outside the restaurant and directions on how to cook it. As we
walked back to the boat we passed Atai’s house and he gave us a
few bags of fruit – mangoes, papayas and bananas – in exchange
for some sandals we promised him if he came to the boat later
that evening. Since he is out every evening in the bay with his
outrigger canoe, we figured it would be fun for him to come
over. We got back to the boat, and were all hot and tired, and
even though we wanted to go snorkeling again, none of us had the
energy to leave the boat again, so we just swam off of the boat
and cooled off for a while. Then Hannah gave both me and Mark
haircuts. We have been looking pretty funny with our long hair,
and have given up on finding a hairdresser for at least a few
more weeks, so we figured it was worth it to be Hannah’s first 2
haircut guinea pigs. She did a great job and we now look almost
civilized. After that Atai came by to collect his sandals. We
invited him on board for a drink and some snacks and we had a
good time learning some Marquesan words from him. We ended up
giving him a few extra things – a nice shirt for his wife and a
sailing hat – and he left the boat seeming quite happy. The
girls packed up their bags and we spend the last part of the
evening watching the stars on deck.

Thursday June 21
Up very early for our scheduled rendezvous with Maurice on the
dock. It poured half of the night but luckily it was not raining
when it was time to put everything into the dinghy and go
ashore. We got to the dock at 8:30, expecting Maurice any
minute, but when it was 9:00 and he had not shown up we started
to get anxious. The girls flight was not until noon, but
Maurice had told us we needed to leave before 9:00 in order to
take us to Hakehau to buy fuel and provisions and visit the ATM.
Also, after the problems Hannah and Mia had with their flights
out here, we did not want to be stuck at the dock without a
taxi. Luckily there was a working phone booth near the dock and
I called Maurice’s house, only to be told by his daughter that
he had had some kind of emergency in the morning and he had to
take 2 people to the hospital in the other town. She reassured
me that he would be at the dock by 10:00, but we had lost
confidence in him, and the girls were very worried about their
flight. We asked one of the local women at the dock if she knew
anyone else who could at least drive the girls to the airport
while we waited for Maurice. We thought it made sense for them
to wait safely at the airport rather than 12 miles away, hoping
that Maurice would come. Since practically everyone in the
village is a relative of each other, it did not take her long to
find a cousin of Maurice’s who lived next door with a nice truck
who was willing (for a price) to take them to the airport.
Within minutes we had to say goodbye and leave them with the
hope that before long Maurice would show up and bring us to the
airport for a proper send-off. After they left we were
surprised to see our fruit man , Atai, walking by with his wife
– wearing the new stuff we had given them – and he was clearly
peeved at us. Apparently he didn’t think he got a fair deal was
anxious to let us know. It was pretty uncomfortable, and the
first time we have had a negative kind of experience with a
local. Before too long Maurice showed up and we were on our way
to find the girls. There is a pretty beach outside the gate to
the airport, and when we drove by, we saw Hannah and Mia just
sitting by the beach, reading their books. There is only one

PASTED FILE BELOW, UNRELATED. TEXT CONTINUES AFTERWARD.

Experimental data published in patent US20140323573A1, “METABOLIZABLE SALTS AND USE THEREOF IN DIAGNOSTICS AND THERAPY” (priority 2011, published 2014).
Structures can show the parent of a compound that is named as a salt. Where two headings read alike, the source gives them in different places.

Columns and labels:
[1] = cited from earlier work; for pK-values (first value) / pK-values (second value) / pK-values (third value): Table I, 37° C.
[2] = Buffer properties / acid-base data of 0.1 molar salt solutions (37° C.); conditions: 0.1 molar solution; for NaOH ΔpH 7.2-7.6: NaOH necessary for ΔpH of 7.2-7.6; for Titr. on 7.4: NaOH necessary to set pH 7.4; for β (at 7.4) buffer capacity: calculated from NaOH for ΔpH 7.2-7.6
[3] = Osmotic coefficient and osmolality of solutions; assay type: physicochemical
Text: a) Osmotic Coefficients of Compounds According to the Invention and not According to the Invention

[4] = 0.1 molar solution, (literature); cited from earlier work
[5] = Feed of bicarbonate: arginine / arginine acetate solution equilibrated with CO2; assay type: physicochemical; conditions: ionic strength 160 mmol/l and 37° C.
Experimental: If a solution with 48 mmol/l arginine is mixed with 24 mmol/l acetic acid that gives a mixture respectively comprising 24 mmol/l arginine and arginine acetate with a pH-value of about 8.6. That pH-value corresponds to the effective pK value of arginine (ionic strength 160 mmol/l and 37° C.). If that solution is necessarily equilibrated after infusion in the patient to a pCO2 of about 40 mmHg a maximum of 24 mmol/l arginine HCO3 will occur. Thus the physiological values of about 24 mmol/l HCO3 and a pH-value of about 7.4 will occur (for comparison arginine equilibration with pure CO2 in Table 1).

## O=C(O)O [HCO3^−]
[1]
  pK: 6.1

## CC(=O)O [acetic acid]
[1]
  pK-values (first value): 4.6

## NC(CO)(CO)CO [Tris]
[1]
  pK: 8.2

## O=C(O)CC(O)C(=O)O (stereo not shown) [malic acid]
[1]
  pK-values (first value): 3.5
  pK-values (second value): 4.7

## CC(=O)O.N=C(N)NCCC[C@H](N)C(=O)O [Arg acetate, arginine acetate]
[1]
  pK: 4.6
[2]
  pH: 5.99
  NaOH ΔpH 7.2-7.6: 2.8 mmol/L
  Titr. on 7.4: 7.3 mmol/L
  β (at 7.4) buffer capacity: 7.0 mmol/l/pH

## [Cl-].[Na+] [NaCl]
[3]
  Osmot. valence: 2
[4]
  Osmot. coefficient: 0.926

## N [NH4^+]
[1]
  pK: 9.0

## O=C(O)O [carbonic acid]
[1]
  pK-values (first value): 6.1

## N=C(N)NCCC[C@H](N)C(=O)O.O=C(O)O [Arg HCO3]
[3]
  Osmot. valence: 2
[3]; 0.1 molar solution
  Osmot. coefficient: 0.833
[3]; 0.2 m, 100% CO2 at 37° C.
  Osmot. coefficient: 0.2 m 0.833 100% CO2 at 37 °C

flight a day into Ua Pou and the plane only seats 10 people, so
there is no need for the airport to be open until 90 minutes
before that flight arrives. It then immediately returns to Nuku
Hiva. The girl’s driver was kind enough to park the car by the
beach and stay with them while they awaited either us or the
opening of the gates. We all switched to Maurice’s cab and sat
by the beach for another 20 minutes before the airport opened.
It was a couple of miles further down the airport road
paralleling the runway to the very tiny little airport terminal,
and we were the first ones there. With lots of kisses and hugs
we parted. The trip was altogether too short and Hannah hopes
to come back on our next leg of the journey for a much longer

The rest of the afternoon was spent with Maurice driving to
Hakehau to get fuel (only diesel, they had run out of gasoline),
and of course more groceries. We stopped for lunch at a
restaurant where Pierrot was working as a cook – not his own
restaurant in Hakahetau – but a bigger restaurant in Hakehau.
We invited Maurice to eat with us and were surprised to hear he
had never eaten there before. There are probably only 5
restaurants on the whole island and this one was not a
particularly expensive or fancy one, although it does service
the local College of Ua Pou. Once we finished up our errands
we returned to Hakahetau and Maurice stopped to get us bananas
from a woman at the side of the road and then took us to his
house where his daughters picked mangoes and pamplemousse for
us. We had a huge load of goods to load into the dinghy and he
helped us with that as well. Back on board we stowed
everything away, and put away the dinghy and engine for our
upcoming passage to the Tuomotos – a 3 day sail. There was
hardly time to do everything, but we were anxious to get going
as we had gotten very tired by the rolly anchorages of the
Marquesas. We checked in with Mia’s parents and got updated on
the girls status – and fortunately – everything went totally
smoothly on the way back to Providence. Hannah even managed to
pick up a checked bag that she had left in the Tahiti airport on
the way to visit us. It was filled with granola and almonds so
now she will have some goodies to bring with her to Boston when
she starts her summer biology program next week.